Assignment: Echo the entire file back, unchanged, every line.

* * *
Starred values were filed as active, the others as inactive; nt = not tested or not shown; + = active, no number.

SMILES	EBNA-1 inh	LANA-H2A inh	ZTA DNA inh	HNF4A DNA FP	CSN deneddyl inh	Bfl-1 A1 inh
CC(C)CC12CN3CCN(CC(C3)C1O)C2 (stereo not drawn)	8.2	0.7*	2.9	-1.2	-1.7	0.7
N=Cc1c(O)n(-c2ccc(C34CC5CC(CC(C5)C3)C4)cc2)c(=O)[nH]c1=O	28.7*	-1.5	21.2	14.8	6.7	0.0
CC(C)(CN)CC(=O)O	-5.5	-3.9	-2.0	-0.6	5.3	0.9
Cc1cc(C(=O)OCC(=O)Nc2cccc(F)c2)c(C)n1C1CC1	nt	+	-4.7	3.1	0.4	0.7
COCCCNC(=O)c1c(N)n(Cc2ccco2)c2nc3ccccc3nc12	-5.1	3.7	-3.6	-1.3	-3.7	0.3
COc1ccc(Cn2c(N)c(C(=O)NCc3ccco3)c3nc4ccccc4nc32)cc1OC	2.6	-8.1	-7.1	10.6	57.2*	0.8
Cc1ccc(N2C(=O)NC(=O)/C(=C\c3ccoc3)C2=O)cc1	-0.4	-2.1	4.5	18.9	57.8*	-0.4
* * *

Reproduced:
Starred values were filed as active, the others as inactive; nt = not tested or not shown; + = active, no number.

SMILES	EBNA-1 inh	LANA-H2A inh	ZTA DNA inh	HNF4A DNA FP	CSN deneddyl inh	Bfl-1 A1 inh
CC(C)CC12CN3CCN(CC(C3)C1O)C2 (stereo not drawn)	8.2	0.7*	2.9	-1.2	-1.7	0.7
N=Cc1c(O)n(-c2ccc(C34CC5CC(CC(C5)C3)C4)cc2)c(=O)[nH]c1=O	28.7*	-1.5	21.2	14.8	6.7	0.0
CC(C)(CN)CC(=O)O	-5.5	-3.9	-2.0	-0.6	5.3	0.9
Cc1cc(C(=O)OCC(=O)Nc2cccc(F)c2)c(C)n1C1CC1	nt	+	-4.7	3.1	0.4	0.7
COCCCNC(=O)c1c(N)n(Cc2ccco2)c2nc3ccccc3nc12	-5.1	3.7	-3.6	-1.3	-3.7	0.3
COc1ccc(Cn2c(N)c(C(=O)NCc3ccco3)c3nc4ccccc4nc32)cc1OC	2.6	-8.1	-7.1	10.6	57.2*	0.8
Cc1ccc(N2C(=O)NC(=O)/C(=C\c3ccoc3)C2=O)cc1	-0.4	-2.1	4.5	18.9	57.8*	-0.4